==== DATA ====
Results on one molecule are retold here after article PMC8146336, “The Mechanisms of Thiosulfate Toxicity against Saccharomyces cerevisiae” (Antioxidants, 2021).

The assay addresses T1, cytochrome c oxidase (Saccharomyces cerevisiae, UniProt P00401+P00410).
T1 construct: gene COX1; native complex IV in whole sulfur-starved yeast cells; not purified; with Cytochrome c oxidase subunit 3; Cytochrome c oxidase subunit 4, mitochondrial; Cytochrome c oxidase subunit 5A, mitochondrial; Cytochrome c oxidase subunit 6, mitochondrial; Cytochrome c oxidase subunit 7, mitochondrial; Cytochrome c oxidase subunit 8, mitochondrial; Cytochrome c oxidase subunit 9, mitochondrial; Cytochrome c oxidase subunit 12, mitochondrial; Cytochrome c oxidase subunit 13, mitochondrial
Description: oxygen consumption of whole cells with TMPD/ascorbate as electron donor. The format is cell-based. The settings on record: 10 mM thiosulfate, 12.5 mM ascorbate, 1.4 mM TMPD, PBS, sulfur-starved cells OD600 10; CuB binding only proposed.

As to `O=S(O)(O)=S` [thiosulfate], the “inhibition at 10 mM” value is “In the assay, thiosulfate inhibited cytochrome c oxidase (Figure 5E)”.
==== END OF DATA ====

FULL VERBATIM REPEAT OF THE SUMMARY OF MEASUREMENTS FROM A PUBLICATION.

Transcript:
Results on one molecule are retold here after article PMC8146336, “The Mechanisms of Thiosulfate Toxicity against Saccharomyces cerevisiae” (Antioxidants, 2021).

The assay addresses T1, cytochrome c oxidase (Saccharomyces cerevisiae, UniProt P00401+P00410).
T1 construct: gene COX1; native complex IV in whole sulfur-starved yeast cells; not purified; with Cytochrome c oxidase subunit 3; Cytochrome c oxidase subunit 4, mitochondrial; Cytochrome c oxidase subunit 5A, mitochondrial; Cytochrome c oxidase subunit 6, mitochondrial; Cytochrome c oxidase subunit 7, mitochondrial; Cytochrome c oxidase subunit 8, mitochondrial; Cytochrome c oxidase subunit 9, mitochondrial; Cytochrome c oxidase subunit 12, mitochondrial; Cytochrome c oxidase subunit 13, mitochondrial
Description: oxygen consumption of whole cells with TMPD/ascorbate as electron donor. The format is cell-based. The settings on record: 10 mM thiosulfate, 12.5 mM ascorbate, 1.4 mM TMPD, PBS, sulfur-starved cells OD600 10; CuB binding only proposed.

As to `O=S(O)(O)=S` [thiosulfate], the “inhibition at 10 mM” value is “In the assay, thiosulfate inhibited cytochrome c oxidase (Figure 5E)”.